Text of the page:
The first Clipper game with Kawhi Leonard and Paul George sharing the court will have to wait as Leonard is going to miss his third straight game with a knee contusion Monday night against the Thunder. Ramona Shelburne of ESPN broke the news.

The Clippers are going to be cautious with bringing Leonard back from this, thinking long term with his health, as they should. Los Angeles is playing for games in May and June, not games in November.

This means tonight the Clippers will be the Paul George show again — in two games he has scored 70 points in 44 minutes. This will be George’s first game against the Thunder since he demanded a trade out of the city last summer, landing him on the Clippers with Leonard.

Kevin Love tries to ignore trade rumors, ‘let the chips fall where they may’

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Cleveland Cavaliers GM said he has no interest in trading Kevin Love.

You can count the number of people around the league who believe him on one hand. There’s a good chance Love is still on the Cavaliers at the end of this season, but that’s more about him being in the first year of a four-year, $120 million contract extension than it is Cleveland’s willingness to trade him (or interest from other teams, if money was not an issue). The Cavaliers are rebuilding, and if they can get young players and picks for Love, they have to consider it.

With Portland off to a slow start, and Love growing up in the Pacific Northwest, that rumor has floated around. There are others. Love is just trying to ignore them and play ball, he told Arash Markazi of the Los Angeles Times.

“I know there’s talk about me possibly being the missing piece somewhere,” Love said. “There’s been constant chatter since I signed that I could be traded. It’s one of those things where I’m going to keep doing right by the team, by Cleveland and by the organization. If my number is called, so be it, but I’m going to stay true to my commitment and let the chips fall where they may.”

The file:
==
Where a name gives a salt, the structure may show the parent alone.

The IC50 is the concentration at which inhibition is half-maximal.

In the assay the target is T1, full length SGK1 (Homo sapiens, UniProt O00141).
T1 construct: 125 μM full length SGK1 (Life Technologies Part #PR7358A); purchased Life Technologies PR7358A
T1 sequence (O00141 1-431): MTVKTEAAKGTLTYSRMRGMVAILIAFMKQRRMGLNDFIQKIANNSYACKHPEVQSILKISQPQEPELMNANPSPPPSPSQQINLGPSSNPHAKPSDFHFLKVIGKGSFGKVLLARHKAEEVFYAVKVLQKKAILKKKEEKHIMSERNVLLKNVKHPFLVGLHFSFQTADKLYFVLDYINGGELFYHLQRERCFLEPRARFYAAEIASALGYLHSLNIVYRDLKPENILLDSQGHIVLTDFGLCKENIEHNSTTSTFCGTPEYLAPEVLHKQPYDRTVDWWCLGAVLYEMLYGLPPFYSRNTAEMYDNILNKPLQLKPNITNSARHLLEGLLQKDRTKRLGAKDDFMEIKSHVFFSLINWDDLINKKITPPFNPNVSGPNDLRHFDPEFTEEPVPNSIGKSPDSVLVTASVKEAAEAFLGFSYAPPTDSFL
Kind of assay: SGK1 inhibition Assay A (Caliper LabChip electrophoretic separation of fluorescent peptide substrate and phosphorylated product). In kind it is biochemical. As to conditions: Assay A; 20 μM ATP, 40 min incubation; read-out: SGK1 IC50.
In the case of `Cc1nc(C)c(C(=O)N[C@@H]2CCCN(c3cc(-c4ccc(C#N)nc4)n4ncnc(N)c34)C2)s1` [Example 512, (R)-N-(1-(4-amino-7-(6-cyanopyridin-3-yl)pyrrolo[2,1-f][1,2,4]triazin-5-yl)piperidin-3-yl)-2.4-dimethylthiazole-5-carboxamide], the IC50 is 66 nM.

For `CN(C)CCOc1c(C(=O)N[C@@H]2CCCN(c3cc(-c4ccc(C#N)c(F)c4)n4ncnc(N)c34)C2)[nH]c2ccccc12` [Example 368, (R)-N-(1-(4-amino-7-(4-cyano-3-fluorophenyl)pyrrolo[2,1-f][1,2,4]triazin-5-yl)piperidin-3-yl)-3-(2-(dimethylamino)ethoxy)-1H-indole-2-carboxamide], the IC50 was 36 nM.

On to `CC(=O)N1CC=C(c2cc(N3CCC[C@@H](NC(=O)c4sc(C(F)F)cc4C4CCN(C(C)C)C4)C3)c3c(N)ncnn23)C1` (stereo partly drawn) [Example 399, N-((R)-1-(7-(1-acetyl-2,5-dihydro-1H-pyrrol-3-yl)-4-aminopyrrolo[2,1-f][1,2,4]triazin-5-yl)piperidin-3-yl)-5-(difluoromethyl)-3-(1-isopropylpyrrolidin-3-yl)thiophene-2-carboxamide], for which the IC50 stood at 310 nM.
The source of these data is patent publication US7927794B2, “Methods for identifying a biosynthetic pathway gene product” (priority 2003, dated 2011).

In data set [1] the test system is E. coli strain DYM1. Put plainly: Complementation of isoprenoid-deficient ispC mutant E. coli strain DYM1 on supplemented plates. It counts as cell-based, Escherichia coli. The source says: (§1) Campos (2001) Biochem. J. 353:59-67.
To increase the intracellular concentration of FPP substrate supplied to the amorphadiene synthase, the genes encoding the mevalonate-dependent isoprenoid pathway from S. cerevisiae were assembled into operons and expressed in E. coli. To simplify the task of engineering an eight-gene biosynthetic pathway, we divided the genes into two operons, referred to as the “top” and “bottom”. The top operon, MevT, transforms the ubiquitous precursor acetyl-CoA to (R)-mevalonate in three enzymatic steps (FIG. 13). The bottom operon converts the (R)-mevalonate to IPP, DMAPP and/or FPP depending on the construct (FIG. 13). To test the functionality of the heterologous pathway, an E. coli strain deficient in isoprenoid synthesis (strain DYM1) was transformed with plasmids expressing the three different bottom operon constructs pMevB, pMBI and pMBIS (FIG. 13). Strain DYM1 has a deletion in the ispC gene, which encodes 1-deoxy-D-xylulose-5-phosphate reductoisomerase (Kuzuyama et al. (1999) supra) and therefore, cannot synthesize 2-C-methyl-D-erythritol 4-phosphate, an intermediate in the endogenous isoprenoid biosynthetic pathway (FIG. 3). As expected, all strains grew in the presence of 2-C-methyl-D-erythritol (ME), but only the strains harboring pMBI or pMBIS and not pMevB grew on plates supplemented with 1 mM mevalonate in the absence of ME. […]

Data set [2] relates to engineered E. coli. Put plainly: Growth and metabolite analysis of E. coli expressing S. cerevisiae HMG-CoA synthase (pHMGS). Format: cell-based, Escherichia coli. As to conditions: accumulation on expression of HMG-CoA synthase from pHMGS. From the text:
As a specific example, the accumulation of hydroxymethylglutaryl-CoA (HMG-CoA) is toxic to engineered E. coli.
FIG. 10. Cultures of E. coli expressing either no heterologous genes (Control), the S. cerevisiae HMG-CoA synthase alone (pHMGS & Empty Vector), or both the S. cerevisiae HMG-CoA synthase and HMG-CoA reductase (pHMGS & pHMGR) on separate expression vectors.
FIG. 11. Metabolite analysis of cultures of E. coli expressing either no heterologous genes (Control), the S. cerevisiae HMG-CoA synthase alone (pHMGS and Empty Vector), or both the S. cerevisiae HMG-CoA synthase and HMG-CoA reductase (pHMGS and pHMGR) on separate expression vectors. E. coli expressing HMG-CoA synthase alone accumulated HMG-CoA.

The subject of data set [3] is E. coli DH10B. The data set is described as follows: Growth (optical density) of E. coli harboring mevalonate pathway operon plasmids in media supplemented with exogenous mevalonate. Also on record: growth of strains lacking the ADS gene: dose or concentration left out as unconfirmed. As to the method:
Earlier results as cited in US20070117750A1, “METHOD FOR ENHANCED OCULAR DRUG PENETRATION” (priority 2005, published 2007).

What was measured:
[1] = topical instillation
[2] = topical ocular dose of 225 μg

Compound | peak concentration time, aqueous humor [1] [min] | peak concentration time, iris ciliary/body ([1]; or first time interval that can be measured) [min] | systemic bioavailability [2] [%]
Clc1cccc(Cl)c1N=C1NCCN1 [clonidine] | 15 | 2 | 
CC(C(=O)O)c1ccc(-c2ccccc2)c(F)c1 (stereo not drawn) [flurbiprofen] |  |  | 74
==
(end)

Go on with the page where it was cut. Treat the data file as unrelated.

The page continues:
Love, who has been open in recent years about his struggles with anxiety and mental health, said dealing with the trade rumors that constantly swirl around him can be a challenge on that front.

“A big aspect of mental health is just staying in the present but it’s so hard,” he said. “You have to try to not get too far ahead of yourself or get worked up. You can get that anxious feeling or fear for the future, but you have to try to stay focused on getting better and let things work out the way they should.”

Kevin Love has played well to start the season, averaging 18.3 points and 11.3 rebounds a game, shooting a respectable 34.7 percent from three. He could help a lot of teams, particularly ones in the West who want to be in the mix for a ring but who look at the Lakers and Clippers and think, “we have to get better fast.”

The rumors around Love are just going to get louder the closer and closer we get to the trade deadline. Love will have to do a lot of work to tune all that out.

 

Bulls big man Luke Kornet out following surgery on sinus obstruction

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Just before last Christmas, Luke Kornet broke his nose. Apparently, that never healed quite right.

Kornet underwent surgery to repair a sinus obstruction on Monday, the Chicago Bulls announced. There is no timetable for his return, although coach Jim Boylen suggested it could be less than two weeks.

Bulls coach Jim Boylen added this at practice, via NBC Sports Chicago.

“Kornet had sinus surgery this morning. He had blockage and some issues from a previous fracture from when he was in New York. We just felt it was time to go in there and clean that thing out. That happened this morning at 6 AM. He’s out. Surgery went well. We’ll have more to report as we go. Originally, it was a seven-ten-day thing where he’d be back. I think it’s one of those things they don’t know until they get in there how extreme it is. But he had blockage and it needed to be done.”

This does not impact the Bulls much on the court as Kornet has fallen out of the rotation in recent games (in part because of the sinus condition, in part because he just hasn’t played well). Kornet signed a two-year, $4.5 million contract with the Bulls over the summer.